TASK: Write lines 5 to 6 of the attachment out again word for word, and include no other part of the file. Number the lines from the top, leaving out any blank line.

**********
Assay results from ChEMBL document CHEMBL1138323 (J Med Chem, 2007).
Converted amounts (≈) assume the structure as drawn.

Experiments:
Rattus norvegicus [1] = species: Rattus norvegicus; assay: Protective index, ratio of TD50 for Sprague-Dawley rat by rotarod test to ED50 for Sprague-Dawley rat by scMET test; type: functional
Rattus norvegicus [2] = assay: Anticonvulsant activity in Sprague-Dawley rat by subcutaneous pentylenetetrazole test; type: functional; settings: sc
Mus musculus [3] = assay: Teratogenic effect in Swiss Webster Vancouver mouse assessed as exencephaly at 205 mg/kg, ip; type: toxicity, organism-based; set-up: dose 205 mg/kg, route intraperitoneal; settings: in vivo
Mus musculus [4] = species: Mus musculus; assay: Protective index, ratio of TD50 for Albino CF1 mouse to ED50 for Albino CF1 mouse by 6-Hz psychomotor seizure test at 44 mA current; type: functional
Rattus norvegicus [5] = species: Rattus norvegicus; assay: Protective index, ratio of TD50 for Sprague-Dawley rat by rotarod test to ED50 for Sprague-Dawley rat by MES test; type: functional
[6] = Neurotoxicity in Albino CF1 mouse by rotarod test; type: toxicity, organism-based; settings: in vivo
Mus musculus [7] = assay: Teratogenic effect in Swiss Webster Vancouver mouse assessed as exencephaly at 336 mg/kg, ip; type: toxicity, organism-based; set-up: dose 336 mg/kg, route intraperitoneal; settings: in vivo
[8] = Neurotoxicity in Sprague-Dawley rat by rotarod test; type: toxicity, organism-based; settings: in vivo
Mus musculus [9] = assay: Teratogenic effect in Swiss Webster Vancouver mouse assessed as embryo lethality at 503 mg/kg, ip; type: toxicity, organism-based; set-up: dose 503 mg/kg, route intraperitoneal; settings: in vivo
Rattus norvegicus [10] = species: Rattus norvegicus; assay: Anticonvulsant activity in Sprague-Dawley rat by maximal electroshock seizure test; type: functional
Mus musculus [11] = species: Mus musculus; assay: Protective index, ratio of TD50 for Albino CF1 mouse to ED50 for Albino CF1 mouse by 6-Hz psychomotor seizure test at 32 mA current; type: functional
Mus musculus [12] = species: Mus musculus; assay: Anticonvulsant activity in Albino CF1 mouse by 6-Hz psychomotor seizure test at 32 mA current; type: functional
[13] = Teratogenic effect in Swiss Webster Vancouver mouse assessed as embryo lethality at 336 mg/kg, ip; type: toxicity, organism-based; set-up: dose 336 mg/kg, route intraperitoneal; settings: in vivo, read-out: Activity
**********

Rattus norvegicus [2] = assay: Anticonvulsant activity in Sprague-Dawley rat by subcutaneous pentylenetetrazole test; type: functional; settings: sc
Mus musculus [3] = assay: Teratogenic effect in Swiss Webster Vancouver mouse assessed as exencephaly at 205 mg/kg, ip; type: toxicity, organism-based; set-up: dose 205 mg/kg, route intraperitoneal; settings: in vivo